March 16, 2004 12:52 PM PST

Microsoft weighs in on Oracle, DOJ case

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Microsoft, in federal court filings late on Monday, gave its first hint of the depth of information it has disclosed in connection with the Justice Department's lawsuit against Oracle.

In its U.S. District Court of Northern California filings, Microsoft seeks to gain additional protection for "highly sensitive" business documents and information that it submitted to the Department of Justice and to outside attorneys for Oracle.

The software giant, which reportedly assured the Justice Department it would not enter the business applications market in the near future, has submitted more than 20,000 pages of documents and other information to the parties.

But the company is seeking to prevent Oracle's in-house attorneys from reviewing the most highly confidential material of the information it has provided. It also wants to control access for outside experts and others to confidential material.

To do this, Microsoft has asked the court to put more restrictions on a protective order. The order as it stands allows Oracle's outside counsel and two of its in-house attorneys, and their staffs, to have access to all documents in the case.

"Microsoft is seeking this additional protection for only five percent of the total Microsoft documents being produced," the software company stated in its court filing. "The remaining documents--over 19,000 pages--have been produced, and Microsoft has no objection to those documents, much of which is confidential, being accessed by the two designated Oracle in-house counsel."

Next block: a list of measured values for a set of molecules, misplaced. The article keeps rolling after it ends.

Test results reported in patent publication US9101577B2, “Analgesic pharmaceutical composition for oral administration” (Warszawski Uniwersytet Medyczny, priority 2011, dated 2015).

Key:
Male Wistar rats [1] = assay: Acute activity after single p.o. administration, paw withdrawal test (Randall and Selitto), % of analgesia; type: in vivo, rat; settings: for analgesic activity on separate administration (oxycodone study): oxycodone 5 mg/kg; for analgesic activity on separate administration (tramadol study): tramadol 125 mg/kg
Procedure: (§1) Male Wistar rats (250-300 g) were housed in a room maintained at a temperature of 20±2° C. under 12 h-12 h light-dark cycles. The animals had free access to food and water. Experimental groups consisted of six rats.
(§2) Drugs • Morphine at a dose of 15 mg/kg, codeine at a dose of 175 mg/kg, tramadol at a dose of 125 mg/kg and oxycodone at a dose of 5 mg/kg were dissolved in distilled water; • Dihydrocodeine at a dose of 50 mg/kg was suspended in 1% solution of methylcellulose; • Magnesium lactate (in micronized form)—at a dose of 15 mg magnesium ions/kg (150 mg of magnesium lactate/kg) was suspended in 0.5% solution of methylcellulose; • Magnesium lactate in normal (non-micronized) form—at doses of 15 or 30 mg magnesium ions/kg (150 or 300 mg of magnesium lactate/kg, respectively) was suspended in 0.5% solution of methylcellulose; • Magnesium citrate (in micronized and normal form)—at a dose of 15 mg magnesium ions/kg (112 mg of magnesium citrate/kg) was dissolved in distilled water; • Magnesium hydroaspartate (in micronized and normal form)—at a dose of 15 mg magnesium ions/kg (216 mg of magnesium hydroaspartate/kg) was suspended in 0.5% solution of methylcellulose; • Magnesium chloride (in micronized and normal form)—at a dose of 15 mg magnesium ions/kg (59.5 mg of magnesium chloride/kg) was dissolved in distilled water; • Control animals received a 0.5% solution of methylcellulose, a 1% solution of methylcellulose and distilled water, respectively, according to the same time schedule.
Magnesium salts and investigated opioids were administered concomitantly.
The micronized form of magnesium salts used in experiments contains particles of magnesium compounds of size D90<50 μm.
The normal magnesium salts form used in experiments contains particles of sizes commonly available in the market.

Microsoft is the first of the companies, organizations and individuals that have given the Justice Department highly confidential information and so may seek added protections. The deadline for these parties--which number, potentially, 33--to submit their proposals to the court is 4 p.m. PDT today.

The company said that it is prepared to submit evidence and witnesses to support its request for additional protection.

Oracle and Microsoft have a long-running history of fierce competition in the database market. Four years ago, Oracle hired a private investigation agency to look into possible links between Microsoft and two research organizations that supported Microsoft during its antitrust trial. In the process, the detective agency, Investigative Group International, was caught trying to buy trash from the offices of the research firms--the Independence Institute and the National Taxpayers Union.

Microsoft also requested in its court filing that the added protections include advance notice if any expert or consultant called into the case wants to review its confidential materials. The software maker then asked for a right of refusal to such reviews.

"Microsoft has a concern regarding disclosure of its designated confidential information to experts and consultants, if such experts and consultants are associated with competitors of Microsoft," the company stated in its court filing.

 

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